I was chatting with a classmate at the art studio after painting, and we got to talking- which was mostly her asking about my personal life. My life is pretty complicated to explain because I choose to be more secretive than not, so I give her the clean abridged version, which is that I’ve switched from Finance to Illustration, and that I’m freelancing. I should mention here that she had no affect. Couldn’t read her emotions from her face, so here is my take on what she said and meant. She goes on to make snide (or what sounded like) comments about how math and art are similar (e.g. topography, which, is not; math explains beauty, but art displays it, leaving the interpretation to the viewer.) And rhetorically asked if my mother “got depressed” after I told her that I quit my high paying day job to do something that’s not sustainable like illustration, and finally, my favorite, if I had a chance to marry one of my coworkers from my day job, because “at least then you could probably make a living.” I was having a little cringe fest inside. My soul died a little from this reminder that people who think like this are out there.

First off, who are you to care about how I make my own living? I’m not stupid- I didn’t just choose what I’m doing now without any consideration to how I’m getting my next meal. Second, I myself got depressed not my mother. Third, I would never marry someone for their money- I would want to be their equal, that’s what partnership is about for me. Unlike someone.

Granted, she was an elderly lady who seemed a little resentful, but I just still cannot get over the fact some people (other than my extended family, but they’re family,) judge strangers in plain sight and to their faces when they only have seen the tip of the ice berg. Sorry (not sorry) lady, you’re wrong because you don’t know the full story. If you did, you’d probably judge anyway and tell me that having bipolar is my fault or something ignorant like that.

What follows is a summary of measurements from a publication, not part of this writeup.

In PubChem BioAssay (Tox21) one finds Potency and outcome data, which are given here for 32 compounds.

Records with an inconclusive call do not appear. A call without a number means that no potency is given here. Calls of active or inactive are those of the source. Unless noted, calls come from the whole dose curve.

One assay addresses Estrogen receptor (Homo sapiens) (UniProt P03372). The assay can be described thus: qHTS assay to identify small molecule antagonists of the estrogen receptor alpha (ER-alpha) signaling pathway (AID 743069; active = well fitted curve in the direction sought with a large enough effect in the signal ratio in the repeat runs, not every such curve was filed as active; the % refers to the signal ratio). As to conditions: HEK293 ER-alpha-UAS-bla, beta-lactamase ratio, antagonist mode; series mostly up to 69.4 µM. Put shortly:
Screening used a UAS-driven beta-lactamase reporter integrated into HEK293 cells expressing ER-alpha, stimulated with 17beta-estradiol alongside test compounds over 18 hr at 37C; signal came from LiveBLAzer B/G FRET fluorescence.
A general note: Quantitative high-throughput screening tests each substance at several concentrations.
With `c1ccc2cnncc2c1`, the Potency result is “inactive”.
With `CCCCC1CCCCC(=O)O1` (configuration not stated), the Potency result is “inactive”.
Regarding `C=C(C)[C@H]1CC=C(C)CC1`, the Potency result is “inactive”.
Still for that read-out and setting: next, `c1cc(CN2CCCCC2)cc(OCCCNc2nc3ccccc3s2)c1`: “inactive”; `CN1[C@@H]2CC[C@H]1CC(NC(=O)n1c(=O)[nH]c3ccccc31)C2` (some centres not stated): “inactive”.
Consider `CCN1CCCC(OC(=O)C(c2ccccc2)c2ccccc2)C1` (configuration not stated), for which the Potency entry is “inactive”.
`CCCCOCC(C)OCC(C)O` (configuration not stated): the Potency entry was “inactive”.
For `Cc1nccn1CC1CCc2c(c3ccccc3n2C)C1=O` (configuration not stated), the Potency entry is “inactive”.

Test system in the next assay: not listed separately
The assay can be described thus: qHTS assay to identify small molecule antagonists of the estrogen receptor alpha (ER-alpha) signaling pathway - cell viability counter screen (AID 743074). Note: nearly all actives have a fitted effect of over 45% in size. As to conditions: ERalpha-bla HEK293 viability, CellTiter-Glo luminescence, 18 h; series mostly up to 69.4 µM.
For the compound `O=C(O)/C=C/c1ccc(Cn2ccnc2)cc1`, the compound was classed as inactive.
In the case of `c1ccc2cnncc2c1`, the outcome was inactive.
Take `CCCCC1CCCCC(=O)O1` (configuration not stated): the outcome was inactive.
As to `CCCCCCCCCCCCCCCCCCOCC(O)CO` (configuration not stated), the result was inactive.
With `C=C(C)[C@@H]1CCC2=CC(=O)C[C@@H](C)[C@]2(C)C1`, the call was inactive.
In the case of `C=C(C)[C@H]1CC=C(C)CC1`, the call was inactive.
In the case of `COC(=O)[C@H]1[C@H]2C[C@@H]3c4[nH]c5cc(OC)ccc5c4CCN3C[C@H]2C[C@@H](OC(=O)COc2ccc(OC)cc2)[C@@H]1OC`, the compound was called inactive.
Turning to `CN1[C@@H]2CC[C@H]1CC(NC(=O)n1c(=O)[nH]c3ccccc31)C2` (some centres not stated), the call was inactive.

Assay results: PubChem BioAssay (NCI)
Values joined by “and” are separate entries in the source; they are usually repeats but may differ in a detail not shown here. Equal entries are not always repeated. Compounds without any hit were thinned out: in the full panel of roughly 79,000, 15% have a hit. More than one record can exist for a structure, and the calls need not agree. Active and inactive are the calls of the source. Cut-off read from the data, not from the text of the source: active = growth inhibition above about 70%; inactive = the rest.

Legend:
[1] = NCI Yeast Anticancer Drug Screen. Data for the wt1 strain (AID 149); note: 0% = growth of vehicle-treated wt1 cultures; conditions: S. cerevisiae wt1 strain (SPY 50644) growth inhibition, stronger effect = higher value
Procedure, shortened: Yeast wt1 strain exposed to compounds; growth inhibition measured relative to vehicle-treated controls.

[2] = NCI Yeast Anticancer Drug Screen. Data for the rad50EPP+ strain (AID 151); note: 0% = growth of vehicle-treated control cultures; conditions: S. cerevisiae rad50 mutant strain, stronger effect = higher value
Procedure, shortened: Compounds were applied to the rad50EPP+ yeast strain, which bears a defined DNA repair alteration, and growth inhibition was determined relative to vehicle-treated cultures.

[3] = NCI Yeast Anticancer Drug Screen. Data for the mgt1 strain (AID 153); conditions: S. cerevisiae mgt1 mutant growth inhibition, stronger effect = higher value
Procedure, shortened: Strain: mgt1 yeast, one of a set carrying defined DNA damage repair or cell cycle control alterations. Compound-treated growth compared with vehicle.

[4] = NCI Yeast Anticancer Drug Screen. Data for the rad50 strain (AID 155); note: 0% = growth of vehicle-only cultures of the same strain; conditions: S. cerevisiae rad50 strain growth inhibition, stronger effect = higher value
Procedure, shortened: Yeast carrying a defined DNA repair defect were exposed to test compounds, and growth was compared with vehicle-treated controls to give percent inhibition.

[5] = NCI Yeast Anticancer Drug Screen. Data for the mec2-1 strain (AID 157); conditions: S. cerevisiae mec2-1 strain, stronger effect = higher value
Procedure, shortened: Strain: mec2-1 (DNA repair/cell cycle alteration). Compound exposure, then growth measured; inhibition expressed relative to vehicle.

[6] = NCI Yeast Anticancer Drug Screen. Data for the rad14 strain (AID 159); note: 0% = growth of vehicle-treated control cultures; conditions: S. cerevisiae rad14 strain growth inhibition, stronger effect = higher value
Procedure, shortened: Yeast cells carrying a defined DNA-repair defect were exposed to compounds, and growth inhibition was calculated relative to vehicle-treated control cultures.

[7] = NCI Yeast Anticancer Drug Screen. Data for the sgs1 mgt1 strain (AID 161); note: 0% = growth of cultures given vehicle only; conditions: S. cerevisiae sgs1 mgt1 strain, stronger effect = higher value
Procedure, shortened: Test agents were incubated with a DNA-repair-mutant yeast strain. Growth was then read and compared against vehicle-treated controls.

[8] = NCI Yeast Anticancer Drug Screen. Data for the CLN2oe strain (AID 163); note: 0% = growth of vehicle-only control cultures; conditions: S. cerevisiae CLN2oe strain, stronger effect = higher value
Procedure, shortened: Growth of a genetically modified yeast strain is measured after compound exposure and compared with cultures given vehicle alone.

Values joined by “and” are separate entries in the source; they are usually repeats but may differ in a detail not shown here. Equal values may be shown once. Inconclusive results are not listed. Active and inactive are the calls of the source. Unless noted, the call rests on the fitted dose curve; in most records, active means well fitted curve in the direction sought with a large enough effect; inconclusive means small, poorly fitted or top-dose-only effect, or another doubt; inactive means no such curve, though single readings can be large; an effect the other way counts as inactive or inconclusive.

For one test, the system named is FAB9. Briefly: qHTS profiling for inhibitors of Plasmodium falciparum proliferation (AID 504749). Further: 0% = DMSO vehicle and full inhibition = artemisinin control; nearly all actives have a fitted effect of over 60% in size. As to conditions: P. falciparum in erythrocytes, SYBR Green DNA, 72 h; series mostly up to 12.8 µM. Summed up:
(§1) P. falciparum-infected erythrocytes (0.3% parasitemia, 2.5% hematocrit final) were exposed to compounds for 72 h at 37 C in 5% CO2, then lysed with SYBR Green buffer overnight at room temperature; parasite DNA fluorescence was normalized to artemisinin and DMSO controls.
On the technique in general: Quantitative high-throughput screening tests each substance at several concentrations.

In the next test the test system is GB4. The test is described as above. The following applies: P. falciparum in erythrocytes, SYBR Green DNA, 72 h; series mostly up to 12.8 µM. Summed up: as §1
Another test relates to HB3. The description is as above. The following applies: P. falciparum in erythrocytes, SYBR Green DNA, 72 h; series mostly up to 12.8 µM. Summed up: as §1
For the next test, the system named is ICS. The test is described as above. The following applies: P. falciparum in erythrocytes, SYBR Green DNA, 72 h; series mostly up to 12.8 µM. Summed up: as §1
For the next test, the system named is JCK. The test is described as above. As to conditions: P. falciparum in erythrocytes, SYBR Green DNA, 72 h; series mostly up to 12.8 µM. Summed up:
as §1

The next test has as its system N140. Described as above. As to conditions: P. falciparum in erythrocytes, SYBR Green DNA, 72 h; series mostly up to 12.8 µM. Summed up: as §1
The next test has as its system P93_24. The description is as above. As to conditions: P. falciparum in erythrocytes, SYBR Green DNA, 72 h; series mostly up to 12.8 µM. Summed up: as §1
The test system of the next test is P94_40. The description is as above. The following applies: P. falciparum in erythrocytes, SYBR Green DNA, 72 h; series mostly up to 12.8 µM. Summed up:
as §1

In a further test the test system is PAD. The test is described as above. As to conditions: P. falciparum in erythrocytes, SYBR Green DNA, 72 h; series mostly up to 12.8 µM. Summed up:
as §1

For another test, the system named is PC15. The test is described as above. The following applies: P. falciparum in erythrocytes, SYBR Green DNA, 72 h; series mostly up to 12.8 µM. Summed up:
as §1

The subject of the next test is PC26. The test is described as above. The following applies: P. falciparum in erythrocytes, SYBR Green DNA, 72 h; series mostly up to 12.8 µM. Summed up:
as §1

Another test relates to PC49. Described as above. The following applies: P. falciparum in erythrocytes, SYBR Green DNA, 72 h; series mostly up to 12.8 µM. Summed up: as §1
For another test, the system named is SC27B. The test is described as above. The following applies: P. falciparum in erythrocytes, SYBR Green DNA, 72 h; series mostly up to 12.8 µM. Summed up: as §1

There’s just so much negative energy in me right now, I can’t even begin to work on my commission.

I’m an illustrator! How my life took a dramatic turn (once again)

I feel like it has been ages since I last posted. I should say that it was not because of something bad happening, but it was because of something normal. More than just normal, but good. I’ve been very busy.

I have some good news- and it is especially good because it is about my career and where it is headed. I mentioned before that I was struggling quite a bit to find out what I was going to do for the rest of my life, and I know now. Not fully, but well enough to feel pretty secure. And it’s a cliche, but it had been under my nose all along.

It was this one week, you see, when everything changed. When everything clicked. When it felt like it was a sign from the universe, or God or what have you. It was a validating hug that came from all directions.

First, one of my classmates from the art class I was taking reached out to me to ask if I was interested in some illustration work. She knew a friend of a friend who needed illustrators. My illustration so far had been only for my own pleasure, or what someone might describe as “just a hobby, nothing more.” It had been more than that; it was my therapy- it was where I found peace. I constantly sketched, painted, inked- mostly animals, especially my cat. But a year had passed and I found my skills good enough to draw professionally! The guy wanted animal illustrations (in my own style!)-I was stoked because I could not call myself a commercial artist or illustrator until this day, technically. He liked my portfolio on instagram, and we got to work. I was so proud and happy at the thought that I could maybe make money while doing something I love. I took it as a sign.